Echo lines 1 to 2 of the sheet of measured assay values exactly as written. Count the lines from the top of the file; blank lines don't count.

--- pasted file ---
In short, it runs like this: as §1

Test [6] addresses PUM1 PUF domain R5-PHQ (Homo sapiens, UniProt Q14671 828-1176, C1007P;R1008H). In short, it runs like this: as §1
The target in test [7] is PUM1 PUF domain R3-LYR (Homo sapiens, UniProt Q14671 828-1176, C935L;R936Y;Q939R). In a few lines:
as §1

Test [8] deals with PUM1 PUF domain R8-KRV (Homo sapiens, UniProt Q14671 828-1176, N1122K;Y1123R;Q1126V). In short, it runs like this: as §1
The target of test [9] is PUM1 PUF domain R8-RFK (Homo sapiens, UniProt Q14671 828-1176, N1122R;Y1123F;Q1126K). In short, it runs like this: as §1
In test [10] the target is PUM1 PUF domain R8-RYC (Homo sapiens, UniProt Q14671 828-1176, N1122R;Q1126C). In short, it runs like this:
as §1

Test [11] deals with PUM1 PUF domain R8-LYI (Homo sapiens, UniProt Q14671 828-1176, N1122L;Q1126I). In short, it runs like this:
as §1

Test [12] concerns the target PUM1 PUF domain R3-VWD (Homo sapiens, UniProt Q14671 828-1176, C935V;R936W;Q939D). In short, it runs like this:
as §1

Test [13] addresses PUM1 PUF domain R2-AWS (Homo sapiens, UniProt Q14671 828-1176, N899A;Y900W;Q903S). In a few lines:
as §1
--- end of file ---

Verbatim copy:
In short, it runs like this: as §1

Test [6] addresses PUM1 PUF domain R5-PHQ (Homo sapiens, UniProt Q14671 828-1176, C1007P;R1008H). In short, it runs like this: as §1